The Methods of Analytic Philosophy

People like me, who have been trying to do philosophy for more than forty years, do in due course learn, if they’re lucky, how to do what they’ve been trying to do: that is, they do learn how to do philosophy. But although I’ve learned how to do philosophy, nobody ever told me how do it, and, so far as I would guess, nobody will have told you how to do it, or is likely to tell you how to do it in the future.

That’s the opening of “How To Do Political Philosophy,” a set of remarks by G.A. Cohen published in On the Currency of Egalitarian Justice, and Other Essays in Political Philosophy.  

It’s also the subject of a recent post by Eric Schliesser (Amsterdam) at Digressions & Impressions.

Why wasn’t Cohen ever told how to do philosophy? Schliesser considers a few possibilities:

(A) “analytic philosophy was free of methods”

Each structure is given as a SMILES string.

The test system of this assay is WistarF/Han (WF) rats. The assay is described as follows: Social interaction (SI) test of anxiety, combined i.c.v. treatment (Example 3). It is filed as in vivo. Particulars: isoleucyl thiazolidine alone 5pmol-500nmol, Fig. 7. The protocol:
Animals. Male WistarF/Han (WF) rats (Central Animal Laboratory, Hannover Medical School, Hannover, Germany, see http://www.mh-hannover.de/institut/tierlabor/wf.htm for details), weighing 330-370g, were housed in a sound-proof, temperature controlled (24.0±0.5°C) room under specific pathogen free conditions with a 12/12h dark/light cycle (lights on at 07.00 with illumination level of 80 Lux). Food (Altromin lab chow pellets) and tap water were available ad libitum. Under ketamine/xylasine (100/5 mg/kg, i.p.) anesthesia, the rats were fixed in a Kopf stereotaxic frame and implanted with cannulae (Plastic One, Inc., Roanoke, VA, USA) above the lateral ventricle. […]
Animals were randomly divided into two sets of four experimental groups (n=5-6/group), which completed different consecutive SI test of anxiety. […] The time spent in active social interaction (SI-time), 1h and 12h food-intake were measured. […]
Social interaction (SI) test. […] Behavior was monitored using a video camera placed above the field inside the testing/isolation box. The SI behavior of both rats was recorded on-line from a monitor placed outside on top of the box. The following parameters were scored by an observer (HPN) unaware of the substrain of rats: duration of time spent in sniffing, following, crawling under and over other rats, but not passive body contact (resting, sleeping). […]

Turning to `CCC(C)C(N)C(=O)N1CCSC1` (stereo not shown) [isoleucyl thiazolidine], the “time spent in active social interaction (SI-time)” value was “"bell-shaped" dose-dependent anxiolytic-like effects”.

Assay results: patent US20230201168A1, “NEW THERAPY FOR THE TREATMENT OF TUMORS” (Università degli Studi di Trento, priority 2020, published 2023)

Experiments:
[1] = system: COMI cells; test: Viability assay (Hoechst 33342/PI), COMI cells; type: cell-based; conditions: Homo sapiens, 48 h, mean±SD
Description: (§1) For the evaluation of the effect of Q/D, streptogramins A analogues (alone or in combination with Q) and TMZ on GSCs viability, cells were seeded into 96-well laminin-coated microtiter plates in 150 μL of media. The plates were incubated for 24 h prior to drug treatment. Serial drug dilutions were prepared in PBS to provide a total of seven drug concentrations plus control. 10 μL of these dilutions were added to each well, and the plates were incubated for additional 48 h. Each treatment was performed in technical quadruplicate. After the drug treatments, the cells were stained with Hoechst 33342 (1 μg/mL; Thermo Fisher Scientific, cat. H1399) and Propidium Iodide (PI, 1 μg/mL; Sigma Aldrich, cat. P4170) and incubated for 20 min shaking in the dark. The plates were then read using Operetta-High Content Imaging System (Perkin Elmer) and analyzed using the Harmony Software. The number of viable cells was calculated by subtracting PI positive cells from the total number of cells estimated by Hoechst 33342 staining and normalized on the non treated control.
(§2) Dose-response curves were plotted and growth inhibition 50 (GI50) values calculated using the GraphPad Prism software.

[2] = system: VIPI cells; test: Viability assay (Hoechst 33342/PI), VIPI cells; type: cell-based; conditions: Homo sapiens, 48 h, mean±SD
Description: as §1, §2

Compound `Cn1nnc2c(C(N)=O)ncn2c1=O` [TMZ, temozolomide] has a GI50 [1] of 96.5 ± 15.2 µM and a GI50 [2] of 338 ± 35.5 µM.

(B) the methods were kept quiet, perhaps because (B*) people thought “the methods of philosophy cannot be explicitly taught/said, but have to be shown via example/exemplars.”

(C) “those of us who have learned how to do it struggled so hard to get where we now are that…we think you, too, should suffer,” perhaps because (C*) “we’re now selfishly reluctant to give you some of the fruit of our struggle for free”

(D) “the methods of (early to middle) analytical philosophy were not unified”

(E) “it is a form of boundary policing. Under such a regime, outsiders are permanently mystified about the rules of the game because they don’t know what move to make to acquire standing”

Schliesser thinks that A is the most charitable explanation, and E is the least. He adds:

Obviously, the least charitable explanation need not be true. But there are plenty of incentives that are compatible with the truth. If the least charitable explanation has some truth then it’s a good thing that philosophy is being methodized.

Of course, it need not follow that following philosophical method teaches you how to do philosophy.

The whole interesting post, including a discussion of the idea that “argument” is the method of analytic philosophy, is here.

Frank Gehry, “Dancing House / Fred and Ginger”

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